Guido Mueller’s research interests include quantum optics, terrestrial and space-based gravitational wave observatories (LIGO, LISA), and detectors for axions and axion-like particles. He is a professor in the Department of Physics in the College of Liberal Arts and Sciences.
Areas of Expertise (3)
Media Appearances (5)
UF researchers discover new type of black hole
UF News online
The UF team involved in this discovery includes Bartos, Sergey Klimenko, Guenakh Mitselmakher, David Tanner, Guido Mueller, Bernard Whiting, Paul Fulda, Steve Eikenberry and John Conklin as well as David Reitze who is the Director of the LIGO Laboratory responsible for the whole project.
Einstein was right: Gravity and government are powerful -- LIGO physicists
USA Today online
An international collaboration of scientists, the LIGO Scientific Collaboration, has announced the first detection of gravitational waves, ripples in the fabric of space and time that carry information about the cosmos. This discovery is not only an important milestone for physics and astronomy, but also a reminder of how powerful and broad the impact of scientific research can be.
Gravitational waves detected 100 years after Einstein’s prediction
UF News online
That involvement began with an email message sent in October 1995 to the physics faculty by Mitselmakher, who had just joined the Physics Department as a senior professor. The message was about research opportunities in LIGO and was motivated by Mitselmakher’s knowledge of the LIGO project from his work with Barry Barish (then LIGO Laboratory Director) in high energy physics. A number of faculty responded. The initial group of active participants consisted of Mitselmakher, Whiting, and physics professors David Reitze and David Tanner. Shortly after this beginning, two other current faculty members joined the UF LIGO group: Klimenko in 1997 and Guido Mueller in 1998.
Using general relativity to magnify the cosmos
Science News online
“We’ll see hundreds or thousands of them, and they’re virtually guaranteed,” says Guido Mueller, a physicist at the University of Florida in Gainesville.
Prospects for a space-based gravitational-wave observatory
General relativity can be summarized by John Wheeler's now-famous dictum: “Spacetime tells matter how to move, matter tells spacetime how to curve.”1 Within this framework, gravitational waves (GWs) are the messengers that tell distant observers about changes in local mass distributions. They will soon be discovered by ground-based observatories such as Advanced LIGO2 (Laser Interferometer Gravitational-wave Observatory) and Advanced Virgo3 in the 10Hz to 10kHz frequency range, and by pulsar timing arrays4 in the nHz to μHz range.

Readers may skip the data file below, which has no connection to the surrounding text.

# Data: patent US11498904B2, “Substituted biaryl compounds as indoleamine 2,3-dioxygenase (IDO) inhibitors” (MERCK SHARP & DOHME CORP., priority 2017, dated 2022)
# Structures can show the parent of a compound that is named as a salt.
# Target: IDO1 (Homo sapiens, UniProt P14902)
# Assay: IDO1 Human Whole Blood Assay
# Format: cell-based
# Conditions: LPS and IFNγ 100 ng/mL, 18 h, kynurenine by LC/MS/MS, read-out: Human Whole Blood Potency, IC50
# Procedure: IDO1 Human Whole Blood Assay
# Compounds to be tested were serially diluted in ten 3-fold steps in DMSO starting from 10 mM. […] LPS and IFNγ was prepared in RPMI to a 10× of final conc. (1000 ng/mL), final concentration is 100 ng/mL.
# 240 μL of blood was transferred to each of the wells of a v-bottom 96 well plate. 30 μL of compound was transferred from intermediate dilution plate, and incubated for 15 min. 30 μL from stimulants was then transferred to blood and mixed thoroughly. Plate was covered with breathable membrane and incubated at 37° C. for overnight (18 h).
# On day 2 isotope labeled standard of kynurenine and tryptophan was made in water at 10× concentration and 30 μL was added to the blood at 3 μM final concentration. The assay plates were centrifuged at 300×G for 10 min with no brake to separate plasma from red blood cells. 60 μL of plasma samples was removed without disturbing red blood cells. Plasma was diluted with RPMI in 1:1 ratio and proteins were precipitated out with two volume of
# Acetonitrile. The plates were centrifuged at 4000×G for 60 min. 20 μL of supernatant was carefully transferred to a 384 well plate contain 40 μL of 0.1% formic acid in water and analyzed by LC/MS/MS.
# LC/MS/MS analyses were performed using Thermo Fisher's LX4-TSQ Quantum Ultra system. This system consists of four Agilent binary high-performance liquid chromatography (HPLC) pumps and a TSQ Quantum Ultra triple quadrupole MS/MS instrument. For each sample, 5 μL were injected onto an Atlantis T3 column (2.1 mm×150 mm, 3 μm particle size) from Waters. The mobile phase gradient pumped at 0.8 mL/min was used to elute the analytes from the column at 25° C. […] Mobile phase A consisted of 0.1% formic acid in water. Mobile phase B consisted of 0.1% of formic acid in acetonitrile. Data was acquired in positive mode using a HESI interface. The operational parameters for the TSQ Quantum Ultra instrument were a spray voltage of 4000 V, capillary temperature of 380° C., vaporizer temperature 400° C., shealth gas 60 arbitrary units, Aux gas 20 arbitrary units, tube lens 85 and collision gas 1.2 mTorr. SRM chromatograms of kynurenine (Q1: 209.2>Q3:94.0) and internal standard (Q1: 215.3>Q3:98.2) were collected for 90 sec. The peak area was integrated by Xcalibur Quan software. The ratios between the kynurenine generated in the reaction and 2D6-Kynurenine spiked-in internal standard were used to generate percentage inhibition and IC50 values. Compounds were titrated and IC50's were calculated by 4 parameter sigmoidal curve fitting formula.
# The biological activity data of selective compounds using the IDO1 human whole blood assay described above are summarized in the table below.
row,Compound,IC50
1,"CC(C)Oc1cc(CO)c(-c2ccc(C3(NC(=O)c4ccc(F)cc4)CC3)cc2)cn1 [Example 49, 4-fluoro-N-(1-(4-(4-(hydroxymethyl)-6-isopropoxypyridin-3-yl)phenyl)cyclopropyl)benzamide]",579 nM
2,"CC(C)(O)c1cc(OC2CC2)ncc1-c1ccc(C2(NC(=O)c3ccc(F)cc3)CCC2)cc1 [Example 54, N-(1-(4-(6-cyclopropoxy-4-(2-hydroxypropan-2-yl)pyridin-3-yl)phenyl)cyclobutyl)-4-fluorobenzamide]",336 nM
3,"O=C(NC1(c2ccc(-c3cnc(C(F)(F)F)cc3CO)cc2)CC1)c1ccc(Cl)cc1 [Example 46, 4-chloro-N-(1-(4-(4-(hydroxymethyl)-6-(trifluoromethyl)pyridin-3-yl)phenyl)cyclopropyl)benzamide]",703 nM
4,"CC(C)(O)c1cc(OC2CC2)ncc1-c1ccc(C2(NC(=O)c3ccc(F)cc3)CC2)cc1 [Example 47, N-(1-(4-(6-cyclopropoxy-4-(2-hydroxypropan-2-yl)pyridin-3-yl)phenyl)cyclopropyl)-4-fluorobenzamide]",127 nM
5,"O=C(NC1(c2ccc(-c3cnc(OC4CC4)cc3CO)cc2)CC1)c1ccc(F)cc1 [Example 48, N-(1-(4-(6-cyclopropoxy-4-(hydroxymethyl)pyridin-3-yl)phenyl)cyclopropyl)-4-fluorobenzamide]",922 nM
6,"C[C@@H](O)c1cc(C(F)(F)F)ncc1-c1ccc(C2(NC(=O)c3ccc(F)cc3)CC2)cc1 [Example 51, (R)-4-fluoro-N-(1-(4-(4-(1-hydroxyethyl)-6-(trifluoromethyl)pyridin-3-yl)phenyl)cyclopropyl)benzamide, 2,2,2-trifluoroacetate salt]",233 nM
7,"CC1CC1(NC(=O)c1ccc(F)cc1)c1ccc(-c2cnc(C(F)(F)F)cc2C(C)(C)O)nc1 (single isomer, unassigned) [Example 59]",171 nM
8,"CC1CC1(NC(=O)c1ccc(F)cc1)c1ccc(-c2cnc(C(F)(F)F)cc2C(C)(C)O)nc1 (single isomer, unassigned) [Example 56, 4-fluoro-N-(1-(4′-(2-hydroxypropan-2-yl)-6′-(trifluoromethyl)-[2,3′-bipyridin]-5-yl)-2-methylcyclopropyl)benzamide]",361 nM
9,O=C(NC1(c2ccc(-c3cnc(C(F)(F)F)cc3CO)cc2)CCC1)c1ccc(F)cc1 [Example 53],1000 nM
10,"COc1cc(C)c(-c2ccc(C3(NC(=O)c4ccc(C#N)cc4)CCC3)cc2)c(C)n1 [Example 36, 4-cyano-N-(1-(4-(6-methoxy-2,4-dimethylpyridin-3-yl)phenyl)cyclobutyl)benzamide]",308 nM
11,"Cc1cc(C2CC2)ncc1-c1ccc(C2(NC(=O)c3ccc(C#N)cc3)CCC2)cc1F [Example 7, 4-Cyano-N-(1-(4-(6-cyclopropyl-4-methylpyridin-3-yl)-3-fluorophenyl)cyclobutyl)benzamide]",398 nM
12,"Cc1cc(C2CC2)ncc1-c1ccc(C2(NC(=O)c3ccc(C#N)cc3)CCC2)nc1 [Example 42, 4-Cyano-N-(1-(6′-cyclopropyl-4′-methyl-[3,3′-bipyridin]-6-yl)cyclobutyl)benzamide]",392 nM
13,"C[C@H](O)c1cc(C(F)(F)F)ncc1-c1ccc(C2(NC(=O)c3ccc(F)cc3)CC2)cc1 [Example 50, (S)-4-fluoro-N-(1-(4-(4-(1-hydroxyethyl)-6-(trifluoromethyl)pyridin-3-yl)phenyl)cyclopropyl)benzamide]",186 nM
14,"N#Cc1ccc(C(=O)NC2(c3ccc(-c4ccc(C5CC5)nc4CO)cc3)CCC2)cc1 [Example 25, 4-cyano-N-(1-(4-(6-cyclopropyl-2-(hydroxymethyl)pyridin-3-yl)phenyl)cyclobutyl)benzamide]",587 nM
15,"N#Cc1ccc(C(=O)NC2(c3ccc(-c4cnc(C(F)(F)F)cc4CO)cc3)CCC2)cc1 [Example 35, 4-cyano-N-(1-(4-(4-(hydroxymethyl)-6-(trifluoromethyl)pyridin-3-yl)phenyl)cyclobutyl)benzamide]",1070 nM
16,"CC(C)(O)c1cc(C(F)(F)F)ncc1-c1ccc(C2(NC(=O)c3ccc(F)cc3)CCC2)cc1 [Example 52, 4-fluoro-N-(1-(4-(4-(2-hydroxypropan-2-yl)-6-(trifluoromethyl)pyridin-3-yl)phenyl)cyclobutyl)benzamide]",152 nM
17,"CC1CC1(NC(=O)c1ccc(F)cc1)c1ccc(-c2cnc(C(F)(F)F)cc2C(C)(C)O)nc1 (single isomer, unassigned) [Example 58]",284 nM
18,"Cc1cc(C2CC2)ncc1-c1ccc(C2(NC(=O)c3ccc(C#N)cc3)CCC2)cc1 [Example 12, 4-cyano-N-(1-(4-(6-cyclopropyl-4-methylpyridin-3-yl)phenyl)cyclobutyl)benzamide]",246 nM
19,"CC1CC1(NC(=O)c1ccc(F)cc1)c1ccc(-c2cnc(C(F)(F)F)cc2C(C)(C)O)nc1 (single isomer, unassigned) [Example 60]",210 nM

High angular resolution gravitational wave astronomyExperimental Astronomy
John Baker, et al.
Since the very beginning of astronomy the location of objects on the sky has been a fundamental observational quantity that has been taken for granted. While precise two dimensional positional information is easy to obtain for observations in the electromagnetic spectrum, the positional accuracy of current and near future gravitational wave detectors is limited to between tens and hundreds of square degrees.
The missing link in gravitational-wave astronomyExperimental Astronomy
Manuel Arca Sedda, et al.
Since 2015 the gravitational-wave observations of LIGO and Virgo have transformed our understanding of compact-object binaries. In the years to come, ground-based gravitational-wave observatories such as LIGO, Virgo, and their successors will increase in sensitivity, discovering thousands of stellar-mass binaries. In the 2030s, the space-based LISA will provide gravitational-wave observations of massive black holes binaries.
The Development of the Telescope Test Structure for LISA Telescope Stability MeasurementsBulletin of the American Physical Society
Soham Kulkarni, et al.
The LISA telescope is a critical part of the science interferometer and is subject to the 1pm/Hz‾‾‾√ in-band length stability requirement and the long term length stability requirement of 1 um over mission durations. These tests will be conducted by building an ultra-stable optical cavity, the Telescope Test Structure (TTS), around it. The TTS design must be accommodating of the ∼84 cm long telescope.
Arm locking performance for the new LISA designBulletin of the American Physical Society
LISA is a future space-based gravitational wave (GW) detector which will detect GW in the low frequency regime (0.1 mHz to 1 Hz). The sources in this regime are: supermassive binary black hole mergers, extreme mass ratio binary inspirals and galactic compact binaries.LISA's interferometer signals will be dominated by laser frequency noise which has to be cancelled by about 7 orders of magnitude using an algorithm called time delay interferometry (TDI).
Applications of complex modulation for reducing residual amplitude modulation and tuning sidebandsBulletin of the American Physical Society
Hanyu Chia, et al.
Residual amplitude modulation (RAM) is a long-standing issue in optical phase modulation. RAM produces an undesired offset in control signals of optical cavities, such as the ones in Advanced LIGO. Here we present a study of ``complex modulation" (CM) in which we simultaneously modulate the amplitude and the phase of a laser beam. CM provides a feasible approach to reduce concurrent RAMs.
- L3-Study Team (NASA) : Member